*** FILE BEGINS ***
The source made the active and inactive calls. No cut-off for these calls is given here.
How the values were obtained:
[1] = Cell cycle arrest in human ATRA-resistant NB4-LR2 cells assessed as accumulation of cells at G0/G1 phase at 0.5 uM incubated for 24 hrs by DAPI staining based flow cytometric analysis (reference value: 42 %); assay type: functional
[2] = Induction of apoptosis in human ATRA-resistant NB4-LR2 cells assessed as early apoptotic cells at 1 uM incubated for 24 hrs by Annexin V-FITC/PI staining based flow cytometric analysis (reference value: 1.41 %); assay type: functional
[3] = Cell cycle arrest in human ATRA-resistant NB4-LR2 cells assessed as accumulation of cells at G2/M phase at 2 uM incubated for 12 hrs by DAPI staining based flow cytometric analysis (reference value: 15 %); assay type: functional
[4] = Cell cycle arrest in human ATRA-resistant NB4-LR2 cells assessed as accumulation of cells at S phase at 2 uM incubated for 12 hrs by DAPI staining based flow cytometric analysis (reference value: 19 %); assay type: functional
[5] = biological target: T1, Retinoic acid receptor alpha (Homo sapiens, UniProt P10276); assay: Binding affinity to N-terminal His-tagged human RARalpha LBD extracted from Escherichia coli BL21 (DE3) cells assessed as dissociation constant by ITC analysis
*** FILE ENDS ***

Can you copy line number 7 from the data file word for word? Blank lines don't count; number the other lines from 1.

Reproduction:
[5] = biological target: T1, Retinoic acid receptor alpha (Homo sapiens, UniProt P10276); assay: Binding affinity to N-terminal His-tagged human RARalpha LBD extracted from Escherichia coli BL21 (DE3) cells assessed as dissociation constant by ITC analysis